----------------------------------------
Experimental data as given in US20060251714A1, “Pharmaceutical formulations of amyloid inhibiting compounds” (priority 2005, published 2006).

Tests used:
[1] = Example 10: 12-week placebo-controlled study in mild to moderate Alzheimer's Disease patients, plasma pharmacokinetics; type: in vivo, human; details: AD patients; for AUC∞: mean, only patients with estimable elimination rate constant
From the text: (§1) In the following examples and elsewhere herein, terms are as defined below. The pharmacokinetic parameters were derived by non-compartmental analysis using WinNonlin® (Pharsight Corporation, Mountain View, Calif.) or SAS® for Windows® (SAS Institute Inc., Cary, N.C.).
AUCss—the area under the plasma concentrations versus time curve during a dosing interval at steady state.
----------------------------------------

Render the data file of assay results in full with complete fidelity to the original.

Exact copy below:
Experimental data as given in US20060251714A1, “Pharmaceutical formulations of amyloid inhibiting compounds” (priority 2005, published 2006).

Tests used:
[1] = Example 10: 12-week placebo-controlled study in mild to moderate Alzheimer's Disease patients, plasma pharmacokinetics; type: in vivo, human; details: AD patients; for AUC∞: mean, only patients with estimable elimination rate constant
From the text: (§1) In the following examples and elsewhere herein, terms are as defined below. The pharmacokinetic parameters were derived by non-compartmental analysis using WinNonlin® (Pharsight Corporation, Mountain View, Calif.) or SAS® for Windows® (SAS Institute Inc., Cary, N.C.).
AUCss—the area under the plasma concentrations versus time curve during a dosing interval at steady state.